The Stray Birds could have kept everything the same about their sound and their process and still have made an incredible record. The band — which revolves around members Maya de Vitry, Oliver Craven, and Charles Muench — had already hit number two on the Billboard bluegrass charts with their YepRoc debut, Best Medicine, in 2014, garnering praise for their rich harmonies and swift picking while building a name as songwriters, too.
But for the forthcoming Magic Fire, the Pennsylvania-based group willfully took steps in a different direction — not toward a different sound, but rather a growth from the straight-up string band they started with. Dabbling with a new percussionist and collaborating on songwriting in a new way, the band brought in Larry Campbell, the genre-jumping instrumentalist whose work specifically with Levon Helm and Bob Dylan made him the Stray Birds’ top choice for their first record with an outside producer. What resulted was a 12-song collection of commanding vocals led forward by a deftness on the strings that can only come from a tight-knit group that loves to play together.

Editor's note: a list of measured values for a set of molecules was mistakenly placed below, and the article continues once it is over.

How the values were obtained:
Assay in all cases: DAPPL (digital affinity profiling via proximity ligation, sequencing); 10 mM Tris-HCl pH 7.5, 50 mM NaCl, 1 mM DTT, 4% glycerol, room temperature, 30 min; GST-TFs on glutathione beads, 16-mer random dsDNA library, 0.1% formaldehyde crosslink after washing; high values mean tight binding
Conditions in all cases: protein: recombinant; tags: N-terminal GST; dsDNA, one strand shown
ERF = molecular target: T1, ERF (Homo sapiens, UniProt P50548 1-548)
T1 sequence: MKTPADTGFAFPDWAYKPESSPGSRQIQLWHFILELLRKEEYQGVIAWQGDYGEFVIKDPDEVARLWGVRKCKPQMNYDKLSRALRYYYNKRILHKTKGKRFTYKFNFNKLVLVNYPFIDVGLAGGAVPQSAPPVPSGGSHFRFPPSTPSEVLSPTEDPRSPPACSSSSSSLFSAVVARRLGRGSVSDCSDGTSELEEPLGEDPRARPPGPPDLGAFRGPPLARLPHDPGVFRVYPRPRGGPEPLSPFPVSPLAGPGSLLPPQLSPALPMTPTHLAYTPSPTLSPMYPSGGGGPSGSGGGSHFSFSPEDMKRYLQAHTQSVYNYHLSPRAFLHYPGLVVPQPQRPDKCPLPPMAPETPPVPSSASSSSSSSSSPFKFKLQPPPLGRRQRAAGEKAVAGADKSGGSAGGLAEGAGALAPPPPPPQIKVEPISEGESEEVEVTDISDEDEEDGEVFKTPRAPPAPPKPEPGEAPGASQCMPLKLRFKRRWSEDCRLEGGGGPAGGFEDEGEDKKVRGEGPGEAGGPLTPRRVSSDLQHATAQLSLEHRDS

This album was a new experience for you guys in terms of the way it was recorded. Tell me about the decision-making when you were gearing up for this album. Did you have any specific goals in mind?
Maya de Vitry: We have always been a trio, a string band, trying to explore playing songs with string instruments. That’s the texture that we started out with — it’s what we were comfortable with, it’s what we knew. But it’s not the only sound that we love, and it’s not the only music we listen to; that has certainly never been limited to string bands, and certainly never been limited to those textures. When we started to get the songs together for this new record, it overlapped with us finding a percussionist who we were interested in recording with for the first time. We were never sure what instrument it would be that would pull us in the next direction, or who that person might be, or what the sound would be. But we met Shane [Leonard] and, as we were putting this new record together, we started to think about having drums on it — a more electric sound.